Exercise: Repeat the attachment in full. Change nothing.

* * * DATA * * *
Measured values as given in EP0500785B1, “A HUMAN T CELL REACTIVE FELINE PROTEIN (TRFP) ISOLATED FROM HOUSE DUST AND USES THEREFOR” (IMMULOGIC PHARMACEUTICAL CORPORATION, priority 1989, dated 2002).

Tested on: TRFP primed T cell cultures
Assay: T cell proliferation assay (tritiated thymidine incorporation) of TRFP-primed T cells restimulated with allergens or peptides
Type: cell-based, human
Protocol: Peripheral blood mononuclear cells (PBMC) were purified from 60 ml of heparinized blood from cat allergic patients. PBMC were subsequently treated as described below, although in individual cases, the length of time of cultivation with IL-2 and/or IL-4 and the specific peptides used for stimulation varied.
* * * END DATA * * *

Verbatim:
Measured values as given in EP0500785B1, “A HUMAN T CELL REACTIVE FELINE PROTEIN (TRFP) ISOLATED FROM HOUSE DUST AND USES THEREFOR” (IMMULOGIC PHARMACEUTICAL CORPORATION, priority 1989, dated 2002).

Tested on: TRFP primed T cell cultures
Assay: T cell proliferation assay (tritiated thymidine incorporation) of TRFP-primed T cells restimulated with allergens or peptides
Type: cell-based, human
Protocol: Peripheral blood mononuclear cells (PBMC) were purified from 60 ml of heparinized blood from cat allergic patients. PBMC were subsequently treated as described below, although in individual cases, the length of time of cultivation with IL-2 and/or IL-4 and the specific peptides used for stimulation varied.